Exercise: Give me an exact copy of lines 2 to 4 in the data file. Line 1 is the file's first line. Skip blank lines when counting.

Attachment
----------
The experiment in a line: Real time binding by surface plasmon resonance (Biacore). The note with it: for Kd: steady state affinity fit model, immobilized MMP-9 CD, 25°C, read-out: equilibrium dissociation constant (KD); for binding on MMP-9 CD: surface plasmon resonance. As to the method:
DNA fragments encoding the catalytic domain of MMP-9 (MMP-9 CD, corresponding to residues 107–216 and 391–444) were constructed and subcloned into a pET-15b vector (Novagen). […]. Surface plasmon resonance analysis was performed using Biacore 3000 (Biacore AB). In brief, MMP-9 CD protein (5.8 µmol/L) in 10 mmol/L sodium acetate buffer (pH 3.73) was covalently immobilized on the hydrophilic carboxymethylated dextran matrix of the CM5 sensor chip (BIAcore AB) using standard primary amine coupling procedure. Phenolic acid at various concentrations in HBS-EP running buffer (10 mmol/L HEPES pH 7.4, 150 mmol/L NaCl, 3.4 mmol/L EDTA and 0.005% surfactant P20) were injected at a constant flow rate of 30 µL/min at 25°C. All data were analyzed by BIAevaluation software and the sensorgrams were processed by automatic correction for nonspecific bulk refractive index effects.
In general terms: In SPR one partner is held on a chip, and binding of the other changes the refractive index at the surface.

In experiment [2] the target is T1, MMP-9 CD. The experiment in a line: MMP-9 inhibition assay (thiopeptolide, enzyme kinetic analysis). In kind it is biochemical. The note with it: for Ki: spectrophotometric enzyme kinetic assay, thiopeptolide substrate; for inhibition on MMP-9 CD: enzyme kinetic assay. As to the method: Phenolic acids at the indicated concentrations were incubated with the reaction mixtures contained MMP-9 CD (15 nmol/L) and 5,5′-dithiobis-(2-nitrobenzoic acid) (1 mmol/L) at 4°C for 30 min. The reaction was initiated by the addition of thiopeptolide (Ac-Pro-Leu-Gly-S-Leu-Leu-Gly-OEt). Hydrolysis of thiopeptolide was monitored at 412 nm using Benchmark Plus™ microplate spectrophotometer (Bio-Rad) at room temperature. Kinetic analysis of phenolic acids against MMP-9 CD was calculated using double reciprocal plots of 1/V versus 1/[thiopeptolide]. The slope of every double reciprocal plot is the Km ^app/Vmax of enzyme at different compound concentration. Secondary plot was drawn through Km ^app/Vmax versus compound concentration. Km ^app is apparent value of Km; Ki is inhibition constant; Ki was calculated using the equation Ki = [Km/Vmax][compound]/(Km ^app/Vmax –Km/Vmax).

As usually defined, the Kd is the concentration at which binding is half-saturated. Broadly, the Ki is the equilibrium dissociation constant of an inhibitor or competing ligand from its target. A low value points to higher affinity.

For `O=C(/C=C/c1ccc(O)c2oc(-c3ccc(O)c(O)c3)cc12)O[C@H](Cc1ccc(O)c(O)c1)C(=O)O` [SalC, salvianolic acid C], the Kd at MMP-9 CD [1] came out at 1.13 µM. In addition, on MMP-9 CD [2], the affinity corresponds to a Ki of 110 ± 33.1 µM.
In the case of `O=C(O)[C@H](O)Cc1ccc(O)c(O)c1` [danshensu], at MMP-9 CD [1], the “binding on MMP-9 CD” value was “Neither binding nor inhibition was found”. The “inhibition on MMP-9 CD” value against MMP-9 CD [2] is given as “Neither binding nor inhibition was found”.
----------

DNA fragments encoding the catalytic domain of MMP-9 (MMP-9 CD, corresponding to residues 107–216 and 391–444) were constructed and subcloned into a pET-15b vector (Novagen). […]. Surface plasmon resonance analysis was performed using Biacore 3000 (Biacore AB). In brief, MMP-9 CD protein (5.8 µmol/L) in 10 mmol/L sodium acetate buffer (pH 3.73) was covalently immobilized on the hydrophilic carboxymethylated dextran matrix of the CM5 sensor chip (BIAcore AB) using standard primary amine coupling procedure. Phenolic acid at various concentrations in HBS-EP running buffer (10 mmol/L HEPES pH 7.4, 150 mmol/L NaCl, 3.4 mmol/L EDTA and 0.005% surfactant P20) were injected at a constant flow rate of 30 µL/min at 25°C. All data were analyzed by BIAevaluation software and the sensorgrams were processed by automatic correction for nonspecific bulk refractive index effects.
In general terms: In SPR one partner is held on a chip, and binding of the other changes the refractive index at the surface.

In experiment [2] the target is T1, MMP-9 CD. The experiment in a line: MMP-9 inhibition assay (thiopeptolide, enzyme kinetic analysis). In kind it is biochemical. The note with it: for Ki: spectrophotometric enzyme kinetic assay, thiopeptolide substrate; for inhibition on MMP-9 CD: enzyme kinetic assay. As to the method: Phenolic acids at the indicated concentrations were incubated with the reaction mixtures contained MMP-9 CD (15 nmol/L) and 5,5′-dithiobis-(2-nitrobenzoic acid) (1 mmol/L) at 4°C for 30 min. The reaction was initiated by the addition of thiopeptolide (Ac-Pro-Leu-Gly-S-Leu-Leu-Gly-OEt). Hydrolysis of thiopeptolide was monitored at 412 nm using Benchmark Plus™ microplate spectrophotometer (Bio-Rad) at room temperature. Kinetic analysis of phenolic acids against MMP-9 CD was calculated using double reciprocal plots of 1/V versus 1/[thiopeptolide]. The slope of every double reciprocal plot is the Km ^app/Vmax of enzyme at different compound concentration. Secondary plot was drawn through Km ^app/Vmax versus compound concentration. Km ^app is apparent value of Km; Ki is inhibition constant; Ki was calculated using the equation Ki = [Km/Vmax][compound]/(Km ^app/Vmax –Km/Vmax).